Philly's World-Famous Mural Arts Program Going Strong At 30 - New York News

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Philly's World-Famous Mural Arts Program Going Strong At 30

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It's art that has changed the face of our city. FOX 29's Dawn Timmeney looks at a Philadelphia treasure now celebrating a milestone of transforming lives.

"There's a lot of emotions behind it and a sense of pride, confidence, a little more faith in humanity," artist Diana Gonzalez says.

Plus, there's an understanding that art is not only capable of transforming landscapes but lives, as well!

"I've seen first-hand the impact of what doing a project can have on a community," Gonzalez said.

Indeed, these larger than life paintings have been key in reviving neighborhoods plagued by abandon buildings, crime, and blight.

Gonzalez is one, in a growing number, of "women muralists" in this country whose work is truly making a difference!

"I've worked on like 50 different projects," Gonzalez said. "Each one has something special about them. It ranges all the way from just painting with each other and starting a conversation or listening to music or laughing together."

She added, "I've seen them bring a lot of joy and change in people lives."

Which has always been the goal of Philadelphia's Mural Arts Program.

The brainchild of artist, Jane Golden is preparing to mark a very important milestone.

"2014 is 30 years, 30 years of the Philadelphia Anti-Graffiti Network and, later, the Murals Arts Program," the Mural Arts Program executive said. "And I think I just feel so honored, vindicated, supported. There are just so many words that come to mind."

Amazingly, the program has made it through four mayoral administrations and has become an international model that many have tried to duplicate.

"In those early years at Mural Arts … we were just trying to, you know, be an organization that was pro-art and serve the citizens of this city in the best way possible," Golden said.

From the looks of it, that mission has been accomplished with more than 3,600 murals throughout the city gracing the sides of buildings, churches, even trash trucks.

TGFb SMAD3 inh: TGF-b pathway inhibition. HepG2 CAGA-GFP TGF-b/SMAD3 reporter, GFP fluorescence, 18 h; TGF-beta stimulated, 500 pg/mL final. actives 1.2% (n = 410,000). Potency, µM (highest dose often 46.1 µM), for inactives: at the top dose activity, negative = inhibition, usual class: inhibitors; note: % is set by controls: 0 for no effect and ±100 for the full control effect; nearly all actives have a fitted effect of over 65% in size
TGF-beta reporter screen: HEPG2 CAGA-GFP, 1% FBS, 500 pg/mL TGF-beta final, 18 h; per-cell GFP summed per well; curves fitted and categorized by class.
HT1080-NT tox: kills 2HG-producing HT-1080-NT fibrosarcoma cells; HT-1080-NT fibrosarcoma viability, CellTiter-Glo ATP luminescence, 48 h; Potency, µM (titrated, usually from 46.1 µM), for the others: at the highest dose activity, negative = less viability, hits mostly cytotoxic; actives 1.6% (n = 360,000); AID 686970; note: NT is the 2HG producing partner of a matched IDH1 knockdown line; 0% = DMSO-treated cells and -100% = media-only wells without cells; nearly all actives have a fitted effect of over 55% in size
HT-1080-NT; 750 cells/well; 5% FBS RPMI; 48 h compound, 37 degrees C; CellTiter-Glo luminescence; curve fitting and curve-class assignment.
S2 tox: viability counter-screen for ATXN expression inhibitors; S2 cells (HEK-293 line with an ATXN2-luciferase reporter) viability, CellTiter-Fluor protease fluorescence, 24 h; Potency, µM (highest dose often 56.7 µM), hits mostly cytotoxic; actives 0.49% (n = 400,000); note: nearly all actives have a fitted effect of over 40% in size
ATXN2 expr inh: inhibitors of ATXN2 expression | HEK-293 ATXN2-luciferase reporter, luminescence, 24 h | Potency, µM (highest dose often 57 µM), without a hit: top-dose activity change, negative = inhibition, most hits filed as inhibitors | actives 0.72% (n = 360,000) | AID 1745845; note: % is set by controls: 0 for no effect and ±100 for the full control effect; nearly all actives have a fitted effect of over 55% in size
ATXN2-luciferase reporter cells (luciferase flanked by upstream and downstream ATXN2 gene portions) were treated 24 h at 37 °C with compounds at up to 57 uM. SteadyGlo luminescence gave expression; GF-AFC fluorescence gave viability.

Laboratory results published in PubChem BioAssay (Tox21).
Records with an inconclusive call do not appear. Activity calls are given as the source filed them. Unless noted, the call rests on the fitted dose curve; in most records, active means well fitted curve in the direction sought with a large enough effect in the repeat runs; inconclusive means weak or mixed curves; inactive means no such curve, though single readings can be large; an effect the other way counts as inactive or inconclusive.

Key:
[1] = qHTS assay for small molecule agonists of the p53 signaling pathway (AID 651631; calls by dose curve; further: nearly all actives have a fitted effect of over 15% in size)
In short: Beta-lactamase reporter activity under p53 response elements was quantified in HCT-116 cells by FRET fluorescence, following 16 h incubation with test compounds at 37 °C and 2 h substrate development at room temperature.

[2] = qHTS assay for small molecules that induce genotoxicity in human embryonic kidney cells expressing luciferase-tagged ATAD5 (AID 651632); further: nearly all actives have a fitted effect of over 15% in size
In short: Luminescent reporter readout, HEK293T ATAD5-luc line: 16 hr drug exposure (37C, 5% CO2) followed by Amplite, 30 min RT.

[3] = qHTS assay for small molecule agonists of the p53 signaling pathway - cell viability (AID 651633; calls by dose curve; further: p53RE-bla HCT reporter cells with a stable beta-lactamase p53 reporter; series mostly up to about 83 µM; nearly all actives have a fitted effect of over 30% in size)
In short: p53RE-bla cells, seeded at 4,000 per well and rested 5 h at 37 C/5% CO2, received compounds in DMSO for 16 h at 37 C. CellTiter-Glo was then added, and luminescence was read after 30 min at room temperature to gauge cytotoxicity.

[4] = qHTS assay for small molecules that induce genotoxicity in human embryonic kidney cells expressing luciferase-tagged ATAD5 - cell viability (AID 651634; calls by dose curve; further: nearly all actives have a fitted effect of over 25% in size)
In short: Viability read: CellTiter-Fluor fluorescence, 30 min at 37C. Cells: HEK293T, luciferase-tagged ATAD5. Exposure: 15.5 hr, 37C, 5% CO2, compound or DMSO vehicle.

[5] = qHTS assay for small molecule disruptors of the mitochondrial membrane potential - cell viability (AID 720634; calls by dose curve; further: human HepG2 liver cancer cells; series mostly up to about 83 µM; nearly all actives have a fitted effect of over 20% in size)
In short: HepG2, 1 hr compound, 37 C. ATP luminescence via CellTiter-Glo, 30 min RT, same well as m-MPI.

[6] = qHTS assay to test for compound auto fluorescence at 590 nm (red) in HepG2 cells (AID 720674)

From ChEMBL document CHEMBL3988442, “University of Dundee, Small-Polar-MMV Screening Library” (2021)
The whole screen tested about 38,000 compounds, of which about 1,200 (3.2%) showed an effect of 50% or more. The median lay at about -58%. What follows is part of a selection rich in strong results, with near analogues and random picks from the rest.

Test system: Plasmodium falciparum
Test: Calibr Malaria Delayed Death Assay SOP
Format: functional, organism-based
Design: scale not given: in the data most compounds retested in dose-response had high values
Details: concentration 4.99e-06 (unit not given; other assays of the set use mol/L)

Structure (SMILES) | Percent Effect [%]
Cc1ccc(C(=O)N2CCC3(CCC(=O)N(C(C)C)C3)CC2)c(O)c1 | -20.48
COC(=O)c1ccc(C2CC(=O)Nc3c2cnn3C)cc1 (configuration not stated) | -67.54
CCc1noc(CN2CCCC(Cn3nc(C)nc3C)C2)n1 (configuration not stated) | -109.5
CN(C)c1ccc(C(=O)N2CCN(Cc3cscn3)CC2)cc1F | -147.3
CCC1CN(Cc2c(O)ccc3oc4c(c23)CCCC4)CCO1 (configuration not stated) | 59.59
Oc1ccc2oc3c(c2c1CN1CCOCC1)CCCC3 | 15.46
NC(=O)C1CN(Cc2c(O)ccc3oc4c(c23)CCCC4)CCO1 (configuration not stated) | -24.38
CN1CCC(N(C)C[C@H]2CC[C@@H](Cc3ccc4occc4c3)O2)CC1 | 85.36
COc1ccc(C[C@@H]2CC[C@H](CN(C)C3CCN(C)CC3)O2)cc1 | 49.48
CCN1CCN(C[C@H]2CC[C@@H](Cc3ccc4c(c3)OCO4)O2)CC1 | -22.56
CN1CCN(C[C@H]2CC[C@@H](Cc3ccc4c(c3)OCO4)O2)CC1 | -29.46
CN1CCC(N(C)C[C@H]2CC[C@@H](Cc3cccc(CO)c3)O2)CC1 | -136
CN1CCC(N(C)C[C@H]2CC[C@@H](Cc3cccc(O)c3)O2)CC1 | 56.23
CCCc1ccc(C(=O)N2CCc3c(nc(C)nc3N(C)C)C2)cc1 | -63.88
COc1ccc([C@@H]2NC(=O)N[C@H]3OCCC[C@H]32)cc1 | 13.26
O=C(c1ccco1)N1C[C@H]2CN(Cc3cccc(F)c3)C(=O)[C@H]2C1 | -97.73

"When you tap into creativity and innovation, anything is possible," Golden said.

Every mural tells a story, be it about a person, a place or even a situation.

"'Family Interrupted' was an awesome project led by Eric O'Dey. It had to do with how being in prison affects whole families," Gonzalez said. "People were allowed to submit personal stories … and there were mailboxes put all over the city. And, in turn, some of these messages were put onto the wall to bringing awareness to that.

One half of the mural, which can be seen on Dauphin Street in North Philadelphia, was created by prisoners. The other half was by members of the Mural Arts Program.

This is in keeping with the goal of the organization, which also aims to educate and help at-risk youth.

A new book, highlighting this and other interesting facts, is now on sale.

"The book is so important because our work has so much depth and breadth that you don't see when you look at the mural," Golden said. "When you drive around the city and you see murals or ceramic or mosaic – we're working in so many ways now – it's really community-based art."

They're telling stories about everyone's experience, including those of the artists' themselves.

"It's really great to be a working artist," Gonzalez said. "I trust this process. I've been through it many times, and it's what brings people together!"

Jane Golden and David Updike will be signing copies of their book, "Mural Arts at 30," on March 25th at the Free Library of Philadelphia, located at 1901 Vine Street. The event gets underway at 7:30 p.m.

For more information on the Mural Arts Program, click here.

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